Famous catchphrases: Excuuuse me, I’m caught in a phrase
By Bob Talbert
We were in a restaurant during our Florida trip when a fellow who must’ve been 85 if he was a day, tipped over his chair as he got up. “Shazbot!” I thought I heard him say. I wanted to make sure.
“Sir, did I hear you say ‘shazbot’?” I asked.
“Sure did, sonny,” he said, offering me a rather arthritic Ork grip and mimicking Robin (Mork) Williams’ “Nanu nanu.”
A wild and crazy guy, eh? You bet your sweet bippy. Ah yessss. But I’m just giving you the facts, ma’am.
Catchphrases as code words
Catchphrases have a way of enlivening our lives.
Catchphrases become code words for some not-so-secret organization of people whom the catch-phrases have hooked.
That old-timer in Florida whipping out the phrases from “Mork and Mindy” that have caught on with the public is not so extreme.
In a shopping center the other day, a lady gave me an “Excuuuuse me!” when I asked if she’d mind moving her cart an inch. Thanks a lot, Steve Martin.
Radio and television have given us the giant share of our nation’s catchphrases for the past four decades. If you recall Fred Allen’s old radio shows, you’ll remember Kenny Delmar, who played Senator Claghorn, and his famous, “That’s a joke, son.”
Jack Benny’s “Well-lll!” George Burns’ “Say goodnight, Gracie.” Edward R. Murrow’s “Good night and good luck.” Red Skelton’s Little Mean Kid’s “I dood it!” Bandleader Ben Bernie’s corruption of “yes sir” to “Yowsah, yowsah.”
Famous catchphrases: A lifetime of memorable quotes
As a kid, I can remember parroting “I’se regusted” from the nation’s most popular radio show, “Amos ‘n’ Andy.” Another character on Fred Allen’s show was Titus Moody (played by Parker Fennally) who would always greet Allen with “Howdy, bub.”
And I’m quite sure if I said. “Hen-rrrry! Henry Aldrich!” many of you would give me your best cracking teenage voice saying. “Coming, mother!” And who doesn’t know the answer to, “Who was that masked man?”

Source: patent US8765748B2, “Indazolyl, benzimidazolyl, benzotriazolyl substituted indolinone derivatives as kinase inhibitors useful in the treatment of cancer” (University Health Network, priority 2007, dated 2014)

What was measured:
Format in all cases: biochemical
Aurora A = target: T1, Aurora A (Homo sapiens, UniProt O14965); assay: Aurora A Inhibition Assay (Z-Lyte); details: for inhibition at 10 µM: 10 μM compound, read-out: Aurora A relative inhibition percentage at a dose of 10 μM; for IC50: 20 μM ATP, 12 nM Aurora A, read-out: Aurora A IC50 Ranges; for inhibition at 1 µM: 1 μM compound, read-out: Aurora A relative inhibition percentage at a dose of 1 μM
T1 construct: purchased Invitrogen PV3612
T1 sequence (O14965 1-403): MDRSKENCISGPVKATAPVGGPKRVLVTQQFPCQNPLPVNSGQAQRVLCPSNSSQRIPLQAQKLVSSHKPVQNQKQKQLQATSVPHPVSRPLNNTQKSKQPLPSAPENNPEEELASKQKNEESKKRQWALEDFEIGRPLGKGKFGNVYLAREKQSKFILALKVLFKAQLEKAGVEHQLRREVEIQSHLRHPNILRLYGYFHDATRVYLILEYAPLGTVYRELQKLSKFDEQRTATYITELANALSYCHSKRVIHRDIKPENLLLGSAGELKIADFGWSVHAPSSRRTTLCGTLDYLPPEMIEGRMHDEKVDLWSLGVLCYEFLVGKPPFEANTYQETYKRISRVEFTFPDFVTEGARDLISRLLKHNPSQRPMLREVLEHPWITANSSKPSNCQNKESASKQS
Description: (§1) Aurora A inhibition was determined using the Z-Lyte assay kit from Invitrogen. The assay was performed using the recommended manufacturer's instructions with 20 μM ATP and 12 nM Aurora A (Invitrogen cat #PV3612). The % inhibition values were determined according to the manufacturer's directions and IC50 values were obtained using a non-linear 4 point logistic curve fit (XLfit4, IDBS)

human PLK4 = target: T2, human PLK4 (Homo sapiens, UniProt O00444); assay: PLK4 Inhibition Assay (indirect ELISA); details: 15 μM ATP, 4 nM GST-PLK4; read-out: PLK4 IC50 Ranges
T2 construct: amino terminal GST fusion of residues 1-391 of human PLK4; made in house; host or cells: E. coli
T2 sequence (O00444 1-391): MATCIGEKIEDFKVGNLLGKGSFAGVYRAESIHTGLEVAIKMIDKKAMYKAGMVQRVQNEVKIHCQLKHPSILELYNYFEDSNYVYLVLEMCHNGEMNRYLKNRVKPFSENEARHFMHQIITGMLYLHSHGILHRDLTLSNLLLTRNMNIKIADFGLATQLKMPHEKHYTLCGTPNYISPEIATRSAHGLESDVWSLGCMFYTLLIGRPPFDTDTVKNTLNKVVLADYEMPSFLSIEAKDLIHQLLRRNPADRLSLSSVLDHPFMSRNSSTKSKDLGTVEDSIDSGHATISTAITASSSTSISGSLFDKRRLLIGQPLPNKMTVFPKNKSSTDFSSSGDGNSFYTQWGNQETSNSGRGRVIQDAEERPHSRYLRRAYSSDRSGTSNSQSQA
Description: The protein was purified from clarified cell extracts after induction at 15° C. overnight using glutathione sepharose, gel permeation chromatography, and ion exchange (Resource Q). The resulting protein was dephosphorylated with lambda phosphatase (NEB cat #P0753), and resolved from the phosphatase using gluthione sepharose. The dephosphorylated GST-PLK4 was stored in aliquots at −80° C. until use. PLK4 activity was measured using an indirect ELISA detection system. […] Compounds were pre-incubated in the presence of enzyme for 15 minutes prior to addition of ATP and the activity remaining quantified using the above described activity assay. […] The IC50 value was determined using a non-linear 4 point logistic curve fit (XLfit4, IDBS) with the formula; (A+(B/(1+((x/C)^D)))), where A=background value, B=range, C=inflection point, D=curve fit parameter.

Watching Jackie Gleason and the Honeymooners’ Christmas special the other evening, I was reminded of how many phrases Gleason tucked into our language: “And away we go! One of these days — pow! right in the kisser . . . Wanna go to the moon?”
How many remember Milton Berle’s lisping, “I swear I’ll kill you a million times”? Who could forget Louie Nye’s greeting of “Hi-ho, Steverino!” or Don Knotts’ indescribable “Noops” or Dayton Allen’s “Why not?” from that Steve Allen show, forerunner of today’s talk shows.
TV’s “Laugh-In” helped the world run “Sock it to me” into the ground, along with “Here come de judge” and “Verrrrry inter-resting.” That’s also where the bippy was bet on TV and Funk and Wagnall’s got a weekly plug.
A catchphrase a week
Don Adams as Maxwell Smart on “Get Smart” seemed to coin a new catchphrase a week for a while. Remember “Sorry about that, chief,” and “Would you believe…” and “Missed it by that much”?
Archie Bunker has contributed his share, with “meathead,” “dingbat” and “stifle yourself,” from “All in the Family.” The late Freddie Prinze’s “Looking good” will be remembered long after “Chico and the Man” is forgotten.
“Try it! You’ll like it!”
Radio and television scripts aren’t the only contributors to the catch-phrase lingo. Nothing pleases an advertiser more than to have a slogan or phrase from a commercial catch on.
Try these on for recognition: “Does she or doesn’t she?” . . . “Ask the man who owns one” . . . “Try it. You’ll like it.” . . . “We do good work”. . .”Mother, please. I’d rather do it myself.”
The movies have given us great lines that still live. “They went thataway” from a million cowboy oaters. “Frankly, my dear, I don’t give a damn,” uttered by Clark Gable in “Gone With the Wind,” is probably the most famous line from any movie.
I once ran a contest of sorts here, and that phrase was the most mentioned of all. Al Jolson’s “You ain’t seen nothing yet” was also high on the list. Jimmy Durante’s “Everybody wants to get into the act” was frequently mentioned, as were Henry Winkler’s Fonz’ “Ayyyyyyyy!” and Jimmie Walker’s “Dyn-o-mite!”
Bugs Bunny’s “What’s up, Doc,” and Porky Pig’s “Th-th-th-th-that’s all, folks!” got their share of votes, along with John Denver’s “Far out” and the Tweety Bird’s “I thought I saw a putty tat.” And from the stage and films, Henry Higgins’ “By George, I think she’s got it” drew considerable support.
My personal favorite? Fred Flintstone’s “Yabba Dabba Doo.”